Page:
Heart – Fanatic Live From Caesar’s Coliseum (CD/DVD Review)
For nearly 4 decades, the Wilson sisters have remained the most dynamic duo in rock. As Heart, with Ann’s lead vocals and Nancy on guitar as the core, the group has fifteen albums and over 35 million units sold. At last year’s Kennedy Center honors program the ladies brought a tear to the eye of grizzled rock screecher Robert Plant when Heart did a version of “Stairway To Heaven” that breathed new life into the old rock chestnut and earned them a standing ovation from the Zeps as well.
This combination CD/DVD set on Frontiers records recorded in 2012 at Caesar’s Coliseum in Windsor, Ontario, captures Heart sounding as good as they ever have. Ann’s voice is better than ever, her sexy, husky, octave- spanning ululations leaping from a whisper to a scream in an instant. She’s like fine brandy, velvety smooth, but with a mellow burn.
The material is a mix of old and new. “Fanatic” is a new one, but still locked firmly in the classic Heart mode, bombastic and feral. “Mashallah” is a love song, Ann says, but its more about a timeless eternal connection that lasts beyond the grave than mushy earthy affairs of the heart.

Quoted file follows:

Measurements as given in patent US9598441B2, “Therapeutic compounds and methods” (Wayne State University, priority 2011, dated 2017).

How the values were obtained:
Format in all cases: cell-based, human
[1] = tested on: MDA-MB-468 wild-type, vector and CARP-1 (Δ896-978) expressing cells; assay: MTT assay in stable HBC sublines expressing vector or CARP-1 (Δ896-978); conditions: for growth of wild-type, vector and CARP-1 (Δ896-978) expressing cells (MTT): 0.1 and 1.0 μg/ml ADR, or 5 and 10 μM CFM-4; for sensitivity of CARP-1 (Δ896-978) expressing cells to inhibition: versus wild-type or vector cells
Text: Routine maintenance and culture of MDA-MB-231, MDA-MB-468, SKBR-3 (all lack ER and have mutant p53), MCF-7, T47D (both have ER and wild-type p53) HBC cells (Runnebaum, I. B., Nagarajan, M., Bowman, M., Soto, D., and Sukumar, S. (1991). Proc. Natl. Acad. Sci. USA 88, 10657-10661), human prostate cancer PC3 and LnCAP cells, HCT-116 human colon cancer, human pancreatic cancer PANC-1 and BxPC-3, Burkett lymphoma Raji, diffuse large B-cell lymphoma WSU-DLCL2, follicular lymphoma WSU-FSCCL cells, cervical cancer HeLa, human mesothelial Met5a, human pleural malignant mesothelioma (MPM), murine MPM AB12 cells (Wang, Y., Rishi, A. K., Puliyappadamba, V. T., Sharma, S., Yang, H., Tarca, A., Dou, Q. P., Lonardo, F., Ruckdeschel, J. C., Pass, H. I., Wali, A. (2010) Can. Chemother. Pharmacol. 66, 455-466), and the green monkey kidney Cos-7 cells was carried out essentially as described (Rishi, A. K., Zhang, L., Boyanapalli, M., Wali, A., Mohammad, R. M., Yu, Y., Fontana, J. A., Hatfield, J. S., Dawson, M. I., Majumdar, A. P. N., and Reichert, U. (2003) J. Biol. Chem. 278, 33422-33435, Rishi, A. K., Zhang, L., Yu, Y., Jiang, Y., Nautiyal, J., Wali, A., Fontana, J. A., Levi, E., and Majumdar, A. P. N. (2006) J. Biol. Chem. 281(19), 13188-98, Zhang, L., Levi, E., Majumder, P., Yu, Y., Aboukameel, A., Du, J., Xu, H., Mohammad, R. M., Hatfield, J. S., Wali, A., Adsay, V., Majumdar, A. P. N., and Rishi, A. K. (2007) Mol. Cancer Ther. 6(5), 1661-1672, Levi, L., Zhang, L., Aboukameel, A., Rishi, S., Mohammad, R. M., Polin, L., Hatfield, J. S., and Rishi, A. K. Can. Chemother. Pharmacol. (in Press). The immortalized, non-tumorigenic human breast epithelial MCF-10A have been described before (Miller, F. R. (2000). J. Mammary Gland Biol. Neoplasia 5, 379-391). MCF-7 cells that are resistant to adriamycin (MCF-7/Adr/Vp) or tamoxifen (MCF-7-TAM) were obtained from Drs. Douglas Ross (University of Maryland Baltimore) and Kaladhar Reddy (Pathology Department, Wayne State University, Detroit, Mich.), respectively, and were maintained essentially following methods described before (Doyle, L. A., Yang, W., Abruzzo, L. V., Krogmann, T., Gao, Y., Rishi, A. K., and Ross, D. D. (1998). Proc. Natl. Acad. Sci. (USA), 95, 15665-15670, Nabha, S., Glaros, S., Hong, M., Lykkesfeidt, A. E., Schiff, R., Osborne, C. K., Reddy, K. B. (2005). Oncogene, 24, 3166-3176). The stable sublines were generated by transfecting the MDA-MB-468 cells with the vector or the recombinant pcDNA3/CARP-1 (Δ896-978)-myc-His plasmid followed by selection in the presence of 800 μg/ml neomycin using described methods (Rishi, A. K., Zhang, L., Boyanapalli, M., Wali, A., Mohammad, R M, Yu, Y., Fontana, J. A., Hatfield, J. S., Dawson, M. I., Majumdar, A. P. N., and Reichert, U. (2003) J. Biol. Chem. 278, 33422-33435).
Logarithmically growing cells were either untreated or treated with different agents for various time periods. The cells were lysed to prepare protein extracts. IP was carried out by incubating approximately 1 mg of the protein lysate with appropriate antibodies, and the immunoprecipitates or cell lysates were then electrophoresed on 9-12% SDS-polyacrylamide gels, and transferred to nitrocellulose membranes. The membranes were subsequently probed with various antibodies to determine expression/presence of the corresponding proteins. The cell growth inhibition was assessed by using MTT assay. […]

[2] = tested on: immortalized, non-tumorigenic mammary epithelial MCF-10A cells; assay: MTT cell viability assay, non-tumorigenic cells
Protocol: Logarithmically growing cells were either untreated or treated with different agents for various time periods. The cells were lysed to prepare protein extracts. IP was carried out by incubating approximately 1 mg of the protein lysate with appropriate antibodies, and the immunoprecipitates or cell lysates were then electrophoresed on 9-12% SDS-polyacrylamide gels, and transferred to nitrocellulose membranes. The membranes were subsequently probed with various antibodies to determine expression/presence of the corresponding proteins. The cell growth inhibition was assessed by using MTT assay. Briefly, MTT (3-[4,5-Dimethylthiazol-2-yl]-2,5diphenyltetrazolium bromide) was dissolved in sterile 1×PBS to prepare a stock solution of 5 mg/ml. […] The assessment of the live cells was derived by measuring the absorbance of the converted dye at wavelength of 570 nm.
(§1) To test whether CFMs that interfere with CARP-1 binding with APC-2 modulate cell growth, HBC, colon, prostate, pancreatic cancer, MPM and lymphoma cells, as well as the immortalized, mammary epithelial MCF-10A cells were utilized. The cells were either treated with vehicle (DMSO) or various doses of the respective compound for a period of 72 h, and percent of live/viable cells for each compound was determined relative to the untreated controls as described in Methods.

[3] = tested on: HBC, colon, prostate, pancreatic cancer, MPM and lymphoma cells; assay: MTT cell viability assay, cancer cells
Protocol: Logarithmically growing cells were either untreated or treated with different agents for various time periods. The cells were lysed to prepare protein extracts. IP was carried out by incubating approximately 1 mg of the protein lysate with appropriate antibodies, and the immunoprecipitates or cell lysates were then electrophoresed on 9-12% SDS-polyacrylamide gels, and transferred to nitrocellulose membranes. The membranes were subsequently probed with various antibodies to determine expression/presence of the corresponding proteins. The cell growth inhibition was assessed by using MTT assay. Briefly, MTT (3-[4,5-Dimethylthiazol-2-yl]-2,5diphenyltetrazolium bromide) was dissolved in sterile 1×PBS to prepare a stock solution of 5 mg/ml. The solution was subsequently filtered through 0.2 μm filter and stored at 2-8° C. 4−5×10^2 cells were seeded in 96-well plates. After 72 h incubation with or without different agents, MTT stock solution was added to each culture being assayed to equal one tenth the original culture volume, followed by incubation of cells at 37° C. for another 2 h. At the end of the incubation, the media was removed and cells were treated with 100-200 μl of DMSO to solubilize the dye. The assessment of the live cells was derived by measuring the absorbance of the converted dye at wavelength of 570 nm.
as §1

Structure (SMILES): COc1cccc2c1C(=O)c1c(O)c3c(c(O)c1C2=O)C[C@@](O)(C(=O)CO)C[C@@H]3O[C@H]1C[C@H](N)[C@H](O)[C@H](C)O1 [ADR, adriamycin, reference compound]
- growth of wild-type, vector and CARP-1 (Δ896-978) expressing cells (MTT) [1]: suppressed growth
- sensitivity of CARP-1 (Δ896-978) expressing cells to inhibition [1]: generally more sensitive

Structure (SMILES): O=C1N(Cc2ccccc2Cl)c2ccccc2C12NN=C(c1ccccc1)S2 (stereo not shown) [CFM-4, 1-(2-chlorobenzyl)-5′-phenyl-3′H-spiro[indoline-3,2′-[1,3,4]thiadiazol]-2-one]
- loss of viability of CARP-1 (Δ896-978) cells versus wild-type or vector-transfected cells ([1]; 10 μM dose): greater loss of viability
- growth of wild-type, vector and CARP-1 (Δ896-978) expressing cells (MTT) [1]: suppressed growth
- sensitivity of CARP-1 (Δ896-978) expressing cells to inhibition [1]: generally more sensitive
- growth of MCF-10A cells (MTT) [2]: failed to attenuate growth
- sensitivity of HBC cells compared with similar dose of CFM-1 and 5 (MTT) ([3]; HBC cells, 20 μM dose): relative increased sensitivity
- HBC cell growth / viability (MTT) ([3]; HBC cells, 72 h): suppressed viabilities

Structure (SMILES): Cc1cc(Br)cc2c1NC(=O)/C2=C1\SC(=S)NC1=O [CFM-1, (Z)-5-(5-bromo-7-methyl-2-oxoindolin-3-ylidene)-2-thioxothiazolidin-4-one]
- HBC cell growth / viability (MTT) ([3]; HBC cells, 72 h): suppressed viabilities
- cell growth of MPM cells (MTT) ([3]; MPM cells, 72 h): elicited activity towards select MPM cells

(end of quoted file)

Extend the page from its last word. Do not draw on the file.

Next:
In a trailer promoting the concert, Ann says that “Alone” is the biggest response hey get all night: “people can all identify with the little lonely child inside themselves.” But obviously this audience’s response to the big hits is as enthusiastic as the fans who have supported them over the years.
The Wilsons don’t back off any on the presentation of their hits. No medleys here- the oldies are displayed full blown with the original fire and thunder intact. “Magic Man,” a 24-year-old’s gushing declaration to her mama of her first love still resonates today, as does “Crazy on You,” with the lines “With the bombs and the devils ….Wild man’s world is crying in pain/What you gonna do when everybody’s insane.”
“Barracuda” is still as sinister as ever, Ann’s vocals cutting through the waves over the thudding Jaws backdrop as Nancy’s guitar slashes bloody chunks out of the melody.
It’s a stunning performance both aurally and visually, the old and new mixing seamlessly. The only thing better would be tickets to see them next time they come around.
By Grant Britt